It should be noted, too, that that one article was written in a completely bollocks pseudo-witty style which I suspect is the actual issue here (the improv troupe bit in particular was pure cringe.) I'd simply think "well, fair points she's making but the way this person writes makes her look like a complete and utter knobhead to me, plus all of this is extremely obvious" and then forget about it. Even with touchy subjects, you have to separate the wheat from the chaff sometimes...

I'll have to say, though, that when I was a teenager I used to feel terrible about what being male supposedly means, and while I eventually forgot about it, it's not something I've really ever got over. For example I find it difficult to relate to males. Whenever a male wants to be friends with me I usually end up giving them the cold shoulder and running away because there's no way to avoid the point where things get too awkward. In fact I'm trying not to play a stupid character with my only male friend (I tried to sneak out on him but he pulled some ninja moves so we actually became friends... I guess) and I think our friendship is going to wither and die because he's visibly bored, but I digress. My point is I suspect this is actually a very common feeling, so maybe you could think about that so you can put whatever you read about "men" into perspective? If that's not who you are, then you shouldn't care, right? Any expectations people have about what men are supposed to be like are luckily easy to thwart as long as you aren't as stupid as I am and feel comfortable revealing what you're actually like to people who aren't close to you.

And besides, when it comes to dating, it's not like people are waiting with their knives out so they can be mean to you. Dating is about finding people you like, right? About wanting to like people. The problem of some people not being decent human beings is a different matter altogether.

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Post by The Wisp on Fri May 08, 2015 9:53 pm

PintsizeBro wrote:It stands to reason that you're more likely to notice articles, stories, etc that feel like they're targeted at you (even if they're not) and you're less likely to notice them if they are not targeted to you. And the articles you do read, you filter through your expectations.


Totally.

PintsizeBro wrote:Remember that there is a difference between devaluing an aspect of who a person is and criticizing their (bad) behavior. Being selfish in bed and treating partners badly is not what male sexuality is. It's bad behavior, and it should be criticized. So criticizing men who are selfish in bed for being selfish is not devaluing male sexuality.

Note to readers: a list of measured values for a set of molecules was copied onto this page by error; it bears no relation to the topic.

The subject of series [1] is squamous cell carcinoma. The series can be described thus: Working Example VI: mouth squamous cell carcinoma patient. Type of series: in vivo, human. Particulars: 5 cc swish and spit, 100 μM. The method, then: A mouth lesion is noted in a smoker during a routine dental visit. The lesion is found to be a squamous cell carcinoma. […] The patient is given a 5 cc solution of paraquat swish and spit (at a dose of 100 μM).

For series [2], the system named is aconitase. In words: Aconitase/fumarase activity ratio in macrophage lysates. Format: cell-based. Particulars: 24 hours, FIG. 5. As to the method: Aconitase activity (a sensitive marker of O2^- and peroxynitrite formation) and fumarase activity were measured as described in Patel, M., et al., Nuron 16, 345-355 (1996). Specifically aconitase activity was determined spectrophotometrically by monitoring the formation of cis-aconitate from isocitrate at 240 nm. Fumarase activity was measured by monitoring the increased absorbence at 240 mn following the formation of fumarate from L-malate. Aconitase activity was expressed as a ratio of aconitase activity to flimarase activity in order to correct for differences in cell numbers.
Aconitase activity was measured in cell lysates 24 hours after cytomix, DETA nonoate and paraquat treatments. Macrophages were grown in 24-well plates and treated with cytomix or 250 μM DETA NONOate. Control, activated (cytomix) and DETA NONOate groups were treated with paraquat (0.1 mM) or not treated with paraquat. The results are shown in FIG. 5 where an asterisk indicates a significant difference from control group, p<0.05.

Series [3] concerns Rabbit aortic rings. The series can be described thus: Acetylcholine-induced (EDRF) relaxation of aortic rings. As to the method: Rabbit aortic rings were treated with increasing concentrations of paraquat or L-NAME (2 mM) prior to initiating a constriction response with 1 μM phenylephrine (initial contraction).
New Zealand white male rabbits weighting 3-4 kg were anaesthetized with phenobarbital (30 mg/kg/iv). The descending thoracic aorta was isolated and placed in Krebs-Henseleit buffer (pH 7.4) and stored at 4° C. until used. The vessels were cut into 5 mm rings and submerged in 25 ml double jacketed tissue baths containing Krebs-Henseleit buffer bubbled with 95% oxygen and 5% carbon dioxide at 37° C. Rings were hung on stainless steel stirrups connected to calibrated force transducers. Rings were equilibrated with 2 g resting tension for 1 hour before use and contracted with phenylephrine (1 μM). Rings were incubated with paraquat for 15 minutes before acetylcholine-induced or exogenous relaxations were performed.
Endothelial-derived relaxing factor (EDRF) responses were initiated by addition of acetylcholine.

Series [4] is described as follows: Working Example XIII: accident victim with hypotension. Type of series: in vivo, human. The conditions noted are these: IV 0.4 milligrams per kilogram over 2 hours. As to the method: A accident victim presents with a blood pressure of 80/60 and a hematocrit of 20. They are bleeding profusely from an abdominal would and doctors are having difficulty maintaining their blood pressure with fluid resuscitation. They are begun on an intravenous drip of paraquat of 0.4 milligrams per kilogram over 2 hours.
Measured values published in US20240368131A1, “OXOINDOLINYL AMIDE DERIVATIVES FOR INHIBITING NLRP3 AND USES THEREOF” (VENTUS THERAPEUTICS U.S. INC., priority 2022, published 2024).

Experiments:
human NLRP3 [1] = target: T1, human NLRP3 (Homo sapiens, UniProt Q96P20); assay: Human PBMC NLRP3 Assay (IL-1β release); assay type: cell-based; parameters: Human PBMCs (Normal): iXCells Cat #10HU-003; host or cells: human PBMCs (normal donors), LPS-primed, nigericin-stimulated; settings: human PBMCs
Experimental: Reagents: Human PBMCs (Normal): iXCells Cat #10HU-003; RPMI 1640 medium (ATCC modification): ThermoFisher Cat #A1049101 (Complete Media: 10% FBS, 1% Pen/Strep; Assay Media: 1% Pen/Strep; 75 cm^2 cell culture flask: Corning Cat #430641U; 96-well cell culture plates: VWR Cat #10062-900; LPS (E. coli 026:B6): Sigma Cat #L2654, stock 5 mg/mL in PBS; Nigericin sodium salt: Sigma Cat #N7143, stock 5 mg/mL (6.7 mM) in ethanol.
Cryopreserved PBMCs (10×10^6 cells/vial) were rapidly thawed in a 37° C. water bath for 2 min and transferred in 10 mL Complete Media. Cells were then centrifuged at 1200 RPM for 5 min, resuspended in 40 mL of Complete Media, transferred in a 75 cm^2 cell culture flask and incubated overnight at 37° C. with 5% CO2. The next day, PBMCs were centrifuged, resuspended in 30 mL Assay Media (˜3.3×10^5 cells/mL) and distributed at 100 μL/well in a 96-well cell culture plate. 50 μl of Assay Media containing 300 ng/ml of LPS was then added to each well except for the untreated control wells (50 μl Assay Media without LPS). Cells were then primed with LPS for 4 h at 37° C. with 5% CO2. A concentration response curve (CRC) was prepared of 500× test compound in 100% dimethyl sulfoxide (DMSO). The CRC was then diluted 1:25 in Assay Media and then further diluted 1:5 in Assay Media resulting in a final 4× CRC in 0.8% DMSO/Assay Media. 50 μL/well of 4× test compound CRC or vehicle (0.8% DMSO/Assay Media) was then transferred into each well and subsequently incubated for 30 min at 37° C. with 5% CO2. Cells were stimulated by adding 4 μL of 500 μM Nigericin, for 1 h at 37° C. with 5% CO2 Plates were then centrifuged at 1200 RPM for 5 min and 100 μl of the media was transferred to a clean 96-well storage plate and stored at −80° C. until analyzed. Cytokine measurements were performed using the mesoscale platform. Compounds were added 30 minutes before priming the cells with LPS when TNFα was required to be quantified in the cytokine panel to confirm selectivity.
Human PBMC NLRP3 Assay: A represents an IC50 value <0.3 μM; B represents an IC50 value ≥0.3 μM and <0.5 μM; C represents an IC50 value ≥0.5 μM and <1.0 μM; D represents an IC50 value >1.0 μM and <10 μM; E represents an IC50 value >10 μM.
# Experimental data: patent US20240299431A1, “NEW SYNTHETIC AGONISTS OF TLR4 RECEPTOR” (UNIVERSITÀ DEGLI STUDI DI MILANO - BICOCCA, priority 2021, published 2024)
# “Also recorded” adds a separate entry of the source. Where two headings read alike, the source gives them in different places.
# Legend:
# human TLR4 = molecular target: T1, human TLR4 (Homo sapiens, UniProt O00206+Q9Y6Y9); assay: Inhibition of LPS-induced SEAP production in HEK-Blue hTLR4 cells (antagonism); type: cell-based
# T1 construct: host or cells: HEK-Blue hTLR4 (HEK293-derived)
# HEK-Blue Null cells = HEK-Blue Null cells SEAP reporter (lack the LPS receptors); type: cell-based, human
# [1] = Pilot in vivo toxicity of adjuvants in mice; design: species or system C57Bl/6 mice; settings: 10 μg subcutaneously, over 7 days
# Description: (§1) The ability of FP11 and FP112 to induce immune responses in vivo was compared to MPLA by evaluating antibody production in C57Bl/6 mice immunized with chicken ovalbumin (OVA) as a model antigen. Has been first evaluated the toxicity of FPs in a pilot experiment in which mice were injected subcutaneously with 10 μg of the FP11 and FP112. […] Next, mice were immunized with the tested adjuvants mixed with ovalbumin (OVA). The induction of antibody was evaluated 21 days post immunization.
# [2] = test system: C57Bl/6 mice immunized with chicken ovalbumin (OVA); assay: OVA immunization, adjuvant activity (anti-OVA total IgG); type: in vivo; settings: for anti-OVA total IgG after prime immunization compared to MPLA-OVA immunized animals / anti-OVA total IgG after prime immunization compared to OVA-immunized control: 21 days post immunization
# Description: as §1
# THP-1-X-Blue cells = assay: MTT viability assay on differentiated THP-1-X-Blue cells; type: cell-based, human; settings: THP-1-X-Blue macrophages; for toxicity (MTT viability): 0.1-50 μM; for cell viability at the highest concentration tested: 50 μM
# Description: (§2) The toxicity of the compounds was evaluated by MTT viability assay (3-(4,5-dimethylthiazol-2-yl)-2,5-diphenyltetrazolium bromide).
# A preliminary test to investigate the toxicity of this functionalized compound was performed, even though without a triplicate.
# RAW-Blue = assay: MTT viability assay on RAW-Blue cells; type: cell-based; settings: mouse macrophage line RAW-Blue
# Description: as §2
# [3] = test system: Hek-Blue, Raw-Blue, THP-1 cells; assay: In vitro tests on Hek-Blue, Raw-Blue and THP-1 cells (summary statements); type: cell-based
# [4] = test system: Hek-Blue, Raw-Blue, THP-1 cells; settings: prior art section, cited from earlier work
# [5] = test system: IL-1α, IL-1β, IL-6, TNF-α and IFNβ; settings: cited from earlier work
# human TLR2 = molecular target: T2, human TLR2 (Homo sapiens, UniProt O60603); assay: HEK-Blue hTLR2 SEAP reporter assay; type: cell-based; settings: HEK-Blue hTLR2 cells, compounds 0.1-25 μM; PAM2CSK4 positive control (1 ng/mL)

When I've heard so so much more about the bad than the good, it's hard to have this (correct; rational) view of it.

PintsizeBro wrote:The "men aren't sexy" idea is extremely common and hard to shake. And it's directly tied to the devaluing of female sexuality. The logic goes that women are sexy and men want them, men aren't sexy and women don't want them; that's why men have to offer other benefits to entice women to have sex with them. It's hard to invert this, but you have to: men are sexy and women want them.

You summarized what underlies a lot of these feels so well here.

But how to invert it? I've understood this at a theoretical level for years, but it's a very tenuous belief. It takes so little to have men and male sexuality being desirable and valuable to (straight) women feel like a contradiction to me.

PintsizeBro wrote:So what to do about all this? Read some crappy media aimed at women. One of those Cosmo "50 tips to wow him in bed" articles to remind yourself that for every crappy message you get about what you have to do to please women, a woman is getting an equally crappy message about what she has to do to please men.

Maybe I'm misunderstanding what you mean, but how does seeing how women have it bad too help?

Conreezy wrote:I understand this feeling Though I don't date, I am in a relationship. I worry frequently about becoming the shit-bag husband lots of women complain about. (Also, in a more general sense, I worry being the shit-bag man women complain about.)

While reading those opinions has given me incredible insight into how I can be a better husband/person, there comes a point where I have to stop studying the theoretical aspects of these things by getting away from these discussions entirely. (It's just my opinion, but I think spending too much time picking apart the smallest details of gender relations, sexuality, and dating becomes detrimental to applying any learned lessons because of how endless and fragile the possible scenarios are.)

Life's usually not as deeply analyzed as stories on the internet are, after all, even in a mind as cynical as mine. Practicing the concepts I learn here in real life helps restore my confidence and helps me feel more accepting of the fact that I'm flawed.